The availability and accessibility of early breast cancer screening programmes and the widespread public service announcements citing early detection of cancer as a key to a higher survival rate is on the rise, according to the National Cancer Strategy Review. While the disease is still the number one cancer among women in Qatar, early detection dramatically increases the success of available treatments as well as chances of survival.
Cancer occurs when the process of cell growth goes wrong and new cells form when the body doesn’t need them and old or damaged cells do not die as they should. When this occurs, a buildup of cells often forms a mass of tissue called a lump, growth, or tumor. Breast cancer occurs when cancerous tumors develop in the breast. These cells can spread by breaking away from the original tumor and entering blood vessels or lymph vessels, which branch into tissues throughout the body. When cancer cells travel to other parts of the body and begin damaging other tissues and organs, the process is called metastasis.
According to the World Health Organization, in 2014, cancers accounted for 18 % of the total deaths in Qatar among all age groups, which makes the proportional mortality rate second only to cardiovascular disease when considering internal, non-communicable diseases. Breast cancer specifically accounts for 31% of all cancers in females.
Dr Alwaleed Alkhaja, Senior Editor at HBKU Press, said:
Through HBKU Press’s open access platform, QScience.com, peer-reviewed research papers and articles about cancer and a variety of other topics can be easily accessed online.’
‘New and innovative research is being published with HBKU Press every day, and these relevant articles join our impressive archive of research articles from previous years. The value of these past research articles is that they play a particularly important role when considering how far research has developed on any given issue, and in this case, analysing the development of cancer screening practices and awareness campaigns in Qatar.’
A research study published in the Avicenna journal, available on QScience.com, highlights the alarming past statistics and attitudes concerning breast cancer awareness and screening. The study, ‘Breast cancer screening among Arabic women living in the State of Qatar: Awareness, knowledge, and participation in screening activities’, was published at a time when Qatar was facing a rise in breast cancer incidence, and previous findings indicated that women in Qatar were often diagnosed with breast cancer at advanced stages as their participation rates in screening activities were low. To that end, an interview survey was conducted with 1,063 Arabic women (Qatari citizens and non-Qatari Arabic-speaking residents), 35 years of age or older, from March 2011 to July 2011. The survey results found that of the women who participated in the study, 90.7% were aware of breast cancer. Of those women, 7.6% were assessed with having basic knowledge of breast cancer screening(BCS); 28.9% were aware of breast self-examination (BSE); 41.8% were aware of clinical breast exams (CBE), and 26.9% were aware of mammograms.
The lack of wide-spread knowledge translated to the low rates of breast cancer screenings and self-examinations by the women in the study. Only 13.8% performed BSE monthly, 31.3% had a CBE once a year or once every two years, and 26.9% of women 40 years of age or older had a mammogram once a year or once every two years.
A greater awareness and knowledge of BCS, education levels, and receiving information about breast cancer, self-examination or mammography from any of a variety of sources (particularly physicians) was found to be positively related to participation rates in BCS activities.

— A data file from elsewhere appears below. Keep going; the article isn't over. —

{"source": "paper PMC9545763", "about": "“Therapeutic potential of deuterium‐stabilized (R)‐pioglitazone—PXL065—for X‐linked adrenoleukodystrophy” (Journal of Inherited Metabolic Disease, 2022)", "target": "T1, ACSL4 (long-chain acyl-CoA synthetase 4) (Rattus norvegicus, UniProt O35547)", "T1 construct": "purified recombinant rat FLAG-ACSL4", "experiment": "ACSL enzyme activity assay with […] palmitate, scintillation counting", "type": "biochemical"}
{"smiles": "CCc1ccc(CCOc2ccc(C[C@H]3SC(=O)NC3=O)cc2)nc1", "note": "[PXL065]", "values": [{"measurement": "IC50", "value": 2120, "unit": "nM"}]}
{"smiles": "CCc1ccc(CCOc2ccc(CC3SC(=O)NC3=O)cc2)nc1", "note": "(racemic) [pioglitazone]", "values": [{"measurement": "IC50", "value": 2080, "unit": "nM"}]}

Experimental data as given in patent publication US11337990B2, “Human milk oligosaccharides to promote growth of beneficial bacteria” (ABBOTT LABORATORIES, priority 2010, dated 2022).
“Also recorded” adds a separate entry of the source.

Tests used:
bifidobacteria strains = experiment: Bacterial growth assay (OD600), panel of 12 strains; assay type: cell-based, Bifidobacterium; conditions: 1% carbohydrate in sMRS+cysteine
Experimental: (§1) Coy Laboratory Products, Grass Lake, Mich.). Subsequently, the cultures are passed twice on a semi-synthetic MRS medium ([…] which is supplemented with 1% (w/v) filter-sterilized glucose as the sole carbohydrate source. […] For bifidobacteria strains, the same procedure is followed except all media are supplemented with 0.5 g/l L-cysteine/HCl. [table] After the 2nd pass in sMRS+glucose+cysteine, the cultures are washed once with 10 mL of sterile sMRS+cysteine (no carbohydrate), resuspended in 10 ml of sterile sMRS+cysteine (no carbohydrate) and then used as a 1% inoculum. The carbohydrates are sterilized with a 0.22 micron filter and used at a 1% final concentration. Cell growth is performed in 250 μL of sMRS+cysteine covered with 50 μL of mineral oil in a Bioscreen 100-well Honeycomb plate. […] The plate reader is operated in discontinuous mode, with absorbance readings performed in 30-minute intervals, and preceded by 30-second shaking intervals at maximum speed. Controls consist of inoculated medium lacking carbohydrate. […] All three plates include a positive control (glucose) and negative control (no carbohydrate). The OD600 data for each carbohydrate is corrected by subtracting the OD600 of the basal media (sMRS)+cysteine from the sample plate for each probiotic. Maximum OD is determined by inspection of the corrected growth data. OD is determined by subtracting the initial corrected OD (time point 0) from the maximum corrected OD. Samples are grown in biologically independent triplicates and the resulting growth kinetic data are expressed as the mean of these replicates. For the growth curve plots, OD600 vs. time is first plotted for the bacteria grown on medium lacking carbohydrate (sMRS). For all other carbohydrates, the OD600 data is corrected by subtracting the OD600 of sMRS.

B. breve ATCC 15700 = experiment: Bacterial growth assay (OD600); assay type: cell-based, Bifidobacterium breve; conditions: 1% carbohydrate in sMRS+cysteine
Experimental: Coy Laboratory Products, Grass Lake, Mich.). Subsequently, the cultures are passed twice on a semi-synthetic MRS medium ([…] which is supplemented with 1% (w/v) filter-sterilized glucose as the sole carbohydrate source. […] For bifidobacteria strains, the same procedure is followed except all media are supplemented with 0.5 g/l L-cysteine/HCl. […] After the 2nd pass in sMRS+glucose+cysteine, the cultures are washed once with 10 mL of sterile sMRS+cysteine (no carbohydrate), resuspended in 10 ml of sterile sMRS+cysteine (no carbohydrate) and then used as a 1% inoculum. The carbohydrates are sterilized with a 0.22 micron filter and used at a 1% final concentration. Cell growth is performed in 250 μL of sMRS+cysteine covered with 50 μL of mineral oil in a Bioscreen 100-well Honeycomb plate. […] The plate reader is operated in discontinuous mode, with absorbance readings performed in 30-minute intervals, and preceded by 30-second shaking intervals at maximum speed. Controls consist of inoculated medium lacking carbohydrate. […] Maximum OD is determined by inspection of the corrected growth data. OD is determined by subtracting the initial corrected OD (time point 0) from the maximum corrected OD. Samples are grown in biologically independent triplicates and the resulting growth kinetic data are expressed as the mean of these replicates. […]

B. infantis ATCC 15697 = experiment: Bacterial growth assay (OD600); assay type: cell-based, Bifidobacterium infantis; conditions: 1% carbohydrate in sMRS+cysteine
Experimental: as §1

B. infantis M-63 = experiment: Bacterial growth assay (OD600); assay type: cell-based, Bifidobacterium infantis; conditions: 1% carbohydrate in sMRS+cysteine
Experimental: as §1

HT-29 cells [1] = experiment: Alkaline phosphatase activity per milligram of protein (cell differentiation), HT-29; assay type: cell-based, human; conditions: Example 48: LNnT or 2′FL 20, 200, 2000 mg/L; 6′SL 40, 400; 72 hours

Coinciding with this study was the launch of the National Cancer Strategy in May 2011. The five-year campaign from 2011-2016 had the ultimate goal of significantly reducing the burden of cancer in the State of Qatar and to strive to provide cancer care at a standard of excellence, that stands out to the Gulf region and further afield.
Specifically, with regards to breast cancer, the National Cancer Strategy Review 2011-2016 points to several campaigns and initiatives that have been successful in raising breast cancer awareness, and increasing the number of breast cancer screenings (whether clinical or self-examinations). The breast cancer awareness campaign, ‘It’s your time to care, be breast aware’ focused on increasing public awareness and education of the importance of early detection of breast cancer by setting up information booths positioned in public spaces and malls to spread their message.
In addition to this, screening programmes were launched at primary health care centres across Qatar in 2016 which dramatically saw the increase in patients proactively registering for screening.
The next step in comprehensive cancer treatment is linked to mental and social support for cancer patients. For those suffering from the illness, psychosocial support seems to be a key in successful treatment and recovery. An article found in the Qatar Medical Journal (QMJ) titled, ‘Evaluating psychosocial support needs of female cancer patients in the State of Qatar’, used questionnaires to determine how important support is to female cancer patients. The study defined psychosocial support as family support, religious/spiritual support, support groups, and physician-referred support. It found that a cancer diagnosis can have a wide range of stressful mental and social implications and if these implications are left untreated, it has been shown to have negative effects on treatment compliance and recovery. The study concludes that this type of psychosocial support is becoming increasingly important in holistic cancer care and it provides new information that highlights possible areas of future research and development.